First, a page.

We’re enormous fans of Montclair’s Sparks & Bainbridge mysteries series here at BookPage HQ, but if you haven’t had the pleasure, let us introduce you. Iris Sparks and Gwendolyn Bainbridge run a dating agency in post-WWII Britain. Iris is a former spy, Gwendolyn is a high-society swan, and they trade the snappiest banter ever heard outside of one of the Thin Man films while solving the mysteries that come their way.
Dream Girl by Laura Lippman
William Morrow | June 22
Lippman’s been on a real hot streak of late, with the one-two punch of Sunburn and Lady in the Lake. Her next thriller takes its cue from Stephen King’s iconic Misery, introducing us to hospital-bedridden writer Gerry Andersen, who starts getting mysterious calls from a woman who claims to be one of his characters.
Survive the Night by Riley Sager
Dutton | June 29
All of Riley Sager's books take an established horror or thriller trope and give it a smart, knowing twist. This time, it’s a creepy hitchhiking situation (with the added bonus of a ’90s setting!).
The Turnout by Megan Abbott
Putnam | July 6
One of the most well-known and acclaimed thriller writers working today is back with a twisted tale of fraying ties at a family-run ballet studio.
Razorblade Tears by S.A. Cosby
Flatiron | July 6
Cosby’s debut, Blacktop Wasteland, was our Best Mystery & Suspense book of 2020, and thank goodness we don’t have to wait too long for his second. Two ex-cons go on a quest for vengeance when their married sons are murdered. But since both men failed to accept their sons’ sexuality when they were alive, they must also confront shame and guilt in what sounds like another complex and ambitious thriller.
The Shadows of Men by Abir Mukherjee
Pegasus | July 6
The Wyndham and Banerjee series deserves every ounce of hype it gets, so we’re always excited for a new installment. This time, our team of sleuths is investigating the murder of a Hindu theologian, which threatens to tip 1923 Calcutta into full-blown turmoil given the already tense relationships among various religious groups in the city.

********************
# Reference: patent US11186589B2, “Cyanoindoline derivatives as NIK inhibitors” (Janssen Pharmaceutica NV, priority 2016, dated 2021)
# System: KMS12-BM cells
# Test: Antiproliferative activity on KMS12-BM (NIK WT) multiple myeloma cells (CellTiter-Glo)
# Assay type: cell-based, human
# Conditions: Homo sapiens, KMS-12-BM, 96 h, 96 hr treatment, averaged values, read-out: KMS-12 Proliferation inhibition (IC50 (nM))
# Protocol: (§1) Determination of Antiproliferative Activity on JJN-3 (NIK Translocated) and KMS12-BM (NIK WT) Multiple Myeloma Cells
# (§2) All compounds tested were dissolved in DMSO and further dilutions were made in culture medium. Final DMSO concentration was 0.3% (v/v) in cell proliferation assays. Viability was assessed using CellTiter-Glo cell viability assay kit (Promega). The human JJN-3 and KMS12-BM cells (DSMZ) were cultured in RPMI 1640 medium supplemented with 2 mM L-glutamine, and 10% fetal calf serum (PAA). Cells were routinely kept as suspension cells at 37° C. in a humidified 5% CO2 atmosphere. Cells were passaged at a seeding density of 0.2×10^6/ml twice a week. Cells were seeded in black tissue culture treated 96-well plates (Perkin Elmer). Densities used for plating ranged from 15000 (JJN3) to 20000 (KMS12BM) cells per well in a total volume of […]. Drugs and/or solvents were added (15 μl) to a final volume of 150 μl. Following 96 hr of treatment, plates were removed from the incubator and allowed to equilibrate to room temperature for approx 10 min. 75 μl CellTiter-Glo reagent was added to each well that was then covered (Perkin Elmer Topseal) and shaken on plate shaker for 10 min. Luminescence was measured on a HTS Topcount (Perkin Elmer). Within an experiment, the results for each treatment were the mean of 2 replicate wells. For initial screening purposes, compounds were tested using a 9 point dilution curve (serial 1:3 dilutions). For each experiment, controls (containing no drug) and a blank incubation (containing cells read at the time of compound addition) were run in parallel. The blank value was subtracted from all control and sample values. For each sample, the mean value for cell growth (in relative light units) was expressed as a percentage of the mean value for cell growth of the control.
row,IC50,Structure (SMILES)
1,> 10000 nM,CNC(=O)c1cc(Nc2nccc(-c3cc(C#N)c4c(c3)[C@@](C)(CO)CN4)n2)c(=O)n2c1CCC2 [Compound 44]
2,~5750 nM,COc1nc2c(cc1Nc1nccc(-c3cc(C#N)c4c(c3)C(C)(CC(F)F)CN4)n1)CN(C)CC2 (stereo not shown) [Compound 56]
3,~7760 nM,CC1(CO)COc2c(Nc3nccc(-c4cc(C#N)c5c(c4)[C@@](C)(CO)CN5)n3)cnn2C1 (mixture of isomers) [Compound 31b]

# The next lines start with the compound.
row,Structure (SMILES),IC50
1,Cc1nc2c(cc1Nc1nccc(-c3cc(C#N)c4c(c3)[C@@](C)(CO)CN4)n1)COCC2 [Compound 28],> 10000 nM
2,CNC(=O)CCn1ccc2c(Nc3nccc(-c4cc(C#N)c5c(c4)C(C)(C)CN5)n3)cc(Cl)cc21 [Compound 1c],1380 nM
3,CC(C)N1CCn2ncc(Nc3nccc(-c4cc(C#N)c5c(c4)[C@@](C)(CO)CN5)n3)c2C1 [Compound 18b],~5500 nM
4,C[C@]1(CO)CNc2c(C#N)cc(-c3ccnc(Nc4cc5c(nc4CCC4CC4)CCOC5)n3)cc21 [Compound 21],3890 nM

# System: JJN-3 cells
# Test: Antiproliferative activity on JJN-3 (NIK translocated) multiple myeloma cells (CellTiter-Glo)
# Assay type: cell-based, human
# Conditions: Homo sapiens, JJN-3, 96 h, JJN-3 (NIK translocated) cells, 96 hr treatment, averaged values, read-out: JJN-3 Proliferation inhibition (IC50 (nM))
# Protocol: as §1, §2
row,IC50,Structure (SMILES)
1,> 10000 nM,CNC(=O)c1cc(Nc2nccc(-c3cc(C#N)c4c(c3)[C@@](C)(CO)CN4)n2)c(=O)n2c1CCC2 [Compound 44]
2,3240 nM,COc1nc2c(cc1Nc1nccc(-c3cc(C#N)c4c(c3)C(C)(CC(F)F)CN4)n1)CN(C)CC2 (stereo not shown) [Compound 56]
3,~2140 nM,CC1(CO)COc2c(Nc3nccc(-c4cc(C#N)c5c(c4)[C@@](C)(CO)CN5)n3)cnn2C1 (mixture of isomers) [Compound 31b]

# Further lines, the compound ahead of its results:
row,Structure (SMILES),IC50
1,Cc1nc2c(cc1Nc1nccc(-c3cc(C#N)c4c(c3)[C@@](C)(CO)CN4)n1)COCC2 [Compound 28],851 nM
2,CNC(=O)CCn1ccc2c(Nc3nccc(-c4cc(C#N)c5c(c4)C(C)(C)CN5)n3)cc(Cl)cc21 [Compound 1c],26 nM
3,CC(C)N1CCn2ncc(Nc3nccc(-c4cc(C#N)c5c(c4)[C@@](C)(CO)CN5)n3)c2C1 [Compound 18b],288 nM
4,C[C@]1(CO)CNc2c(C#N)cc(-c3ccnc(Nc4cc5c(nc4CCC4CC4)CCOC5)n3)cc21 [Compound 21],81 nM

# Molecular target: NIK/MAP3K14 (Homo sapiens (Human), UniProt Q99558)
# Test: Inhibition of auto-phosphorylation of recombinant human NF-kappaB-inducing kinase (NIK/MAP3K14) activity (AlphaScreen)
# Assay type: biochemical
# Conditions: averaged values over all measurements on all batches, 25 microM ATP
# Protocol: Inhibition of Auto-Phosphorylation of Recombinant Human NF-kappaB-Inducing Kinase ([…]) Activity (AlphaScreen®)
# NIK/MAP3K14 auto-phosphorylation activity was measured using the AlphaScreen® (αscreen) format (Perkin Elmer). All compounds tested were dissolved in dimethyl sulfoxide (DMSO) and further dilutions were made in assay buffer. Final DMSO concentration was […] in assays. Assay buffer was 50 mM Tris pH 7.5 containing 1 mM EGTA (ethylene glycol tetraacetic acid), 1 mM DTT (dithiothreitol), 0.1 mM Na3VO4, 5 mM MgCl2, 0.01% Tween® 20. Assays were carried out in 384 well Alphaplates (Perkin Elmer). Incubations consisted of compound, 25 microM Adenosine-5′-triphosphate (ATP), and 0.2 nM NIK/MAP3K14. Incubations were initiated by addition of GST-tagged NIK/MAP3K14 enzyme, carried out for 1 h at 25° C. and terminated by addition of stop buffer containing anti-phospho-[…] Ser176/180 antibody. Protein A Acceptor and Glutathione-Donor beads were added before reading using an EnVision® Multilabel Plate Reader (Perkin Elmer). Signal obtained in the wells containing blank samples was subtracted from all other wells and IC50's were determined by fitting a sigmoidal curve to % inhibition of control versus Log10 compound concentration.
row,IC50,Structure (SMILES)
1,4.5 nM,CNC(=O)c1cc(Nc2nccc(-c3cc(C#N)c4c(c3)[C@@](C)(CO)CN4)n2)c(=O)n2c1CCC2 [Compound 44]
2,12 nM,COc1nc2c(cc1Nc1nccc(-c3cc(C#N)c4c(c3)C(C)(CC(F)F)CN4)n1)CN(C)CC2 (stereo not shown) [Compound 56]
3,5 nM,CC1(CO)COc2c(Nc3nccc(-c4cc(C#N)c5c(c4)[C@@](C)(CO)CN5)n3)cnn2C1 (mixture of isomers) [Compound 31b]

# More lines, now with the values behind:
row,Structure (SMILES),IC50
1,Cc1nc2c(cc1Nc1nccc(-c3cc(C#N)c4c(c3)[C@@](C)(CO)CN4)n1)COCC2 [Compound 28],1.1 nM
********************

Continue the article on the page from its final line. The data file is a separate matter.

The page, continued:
Silence in the Library by Katharine Schellman
Crooked Lane | July 13
Schellman’s debut, The Body in the Garden, was the Platonic ideal of a Regency-era cozy mystery—sharp, charming, but never so enamored with its setting that it failed to examine its uglier aspects. In Silence in the Library, Lily Adler has another murder to solve, but this time she’ll also have to deal with her estranged father since the victim is an old family friend.
For Your Own Good by Samantha Downing
Berkley | July 20
Buckle your seat belts because Downing is back, and that means another absolutely wild ride of a book awaits us. Her latest will introduce readers to Teddy Crutcher, a teacher at a prestigious academy who’s very devoted to his job.
A Comedy of Terrors by Lindsey Davis
Minotaur | July 27
Davis’ sequel series to her iconic Marcus Falco mysteries brings the same dark wit and vivid historical detail to the adventures of his daughter, Flavia Albia. If you’re tired of the more well-trodden periods of historical mysteries, you should really try these books, which are set in Imperial Rome. This go-round will see Flavia investigating a gang war during the Roman festival of Saturnalia.
Find Me by Alafair Burke
Harper | August 3
In Burke’s next twisty, sneaky thriller, a woman who can’t remember her past, a Manhattan defense lawyer and a cop all find that their lives are intertwined with a murderer.
My Heart Is a Chainsaw by Stephen Graham Jones
Saga | August 31
The Only Good Indians was a startling, wonderfully assured debut, so we can’t wait to see what Jones does next. His sophomore novel will follow Jade, a horror superfan who fears that something terrible is about to happen in her rapidly gentrifying hometown.
ALSO IN BOOKPAGE: Discover all of BookPage’s most anticipated books of 2021.